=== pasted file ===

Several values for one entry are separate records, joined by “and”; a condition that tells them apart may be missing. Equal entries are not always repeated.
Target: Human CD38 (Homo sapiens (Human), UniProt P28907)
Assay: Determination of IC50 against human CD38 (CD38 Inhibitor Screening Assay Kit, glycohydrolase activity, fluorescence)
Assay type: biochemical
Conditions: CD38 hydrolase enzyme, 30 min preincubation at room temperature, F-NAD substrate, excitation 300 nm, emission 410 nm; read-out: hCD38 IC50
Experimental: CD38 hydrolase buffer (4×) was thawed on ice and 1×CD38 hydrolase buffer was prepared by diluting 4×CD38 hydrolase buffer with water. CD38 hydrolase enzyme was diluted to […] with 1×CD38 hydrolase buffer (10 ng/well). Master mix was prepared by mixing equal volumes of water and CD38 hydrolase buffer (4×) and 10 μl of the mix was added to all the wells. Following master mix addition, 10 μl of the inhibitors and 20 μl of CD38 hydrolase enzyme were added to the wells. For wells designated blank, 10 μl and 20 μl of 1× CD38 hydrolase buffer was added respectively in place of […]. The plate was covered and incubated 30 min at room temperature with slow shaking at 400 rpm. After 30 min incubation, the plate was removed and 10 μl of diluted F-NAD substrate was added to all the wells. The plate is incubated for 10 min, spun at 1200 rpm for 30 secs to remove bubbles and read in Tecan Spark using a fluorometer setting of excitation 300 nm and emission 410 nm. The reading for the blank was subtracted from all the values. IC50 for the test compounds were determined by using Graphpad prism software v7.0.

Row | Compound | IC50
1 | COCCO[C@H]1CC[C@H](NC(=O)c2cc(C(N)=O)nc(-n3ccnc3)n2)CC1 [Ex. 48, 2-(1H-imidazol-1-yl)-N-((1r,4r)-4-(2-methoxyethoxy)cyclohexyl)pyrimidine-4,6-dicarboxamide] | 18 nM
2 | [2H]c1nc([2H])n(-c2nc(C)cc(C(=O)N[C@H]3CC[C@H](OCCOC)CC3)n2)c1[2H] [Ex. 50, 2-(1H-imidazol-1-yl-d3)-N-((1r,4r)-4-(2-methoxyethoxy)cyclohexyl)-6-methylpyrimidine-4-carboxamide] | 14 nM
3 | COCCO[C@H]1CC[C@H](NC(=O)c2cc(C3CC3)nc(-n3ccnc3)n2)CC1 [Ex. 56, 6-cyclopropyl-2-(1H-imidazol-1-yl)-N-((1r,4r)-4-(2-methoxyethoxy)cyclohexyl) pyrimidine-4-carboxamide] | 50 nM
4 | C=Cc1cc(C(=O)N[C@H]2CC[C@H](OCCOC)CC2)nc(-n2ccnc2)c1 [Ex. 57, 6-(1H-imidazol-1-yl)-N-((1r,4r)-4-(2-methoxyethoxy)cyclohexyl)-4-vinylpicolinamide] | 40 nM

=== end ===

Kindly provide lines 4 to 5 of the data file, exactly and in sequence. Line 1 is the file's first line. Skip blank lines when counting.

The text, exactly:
Assay type: biochemical
Conditions: CD38 hydrolase enzyme, 30 min preincubation at room temperature, F-NAD substrate, excitation 300 nm, emission 410 nm; read-out: hCD38 IC50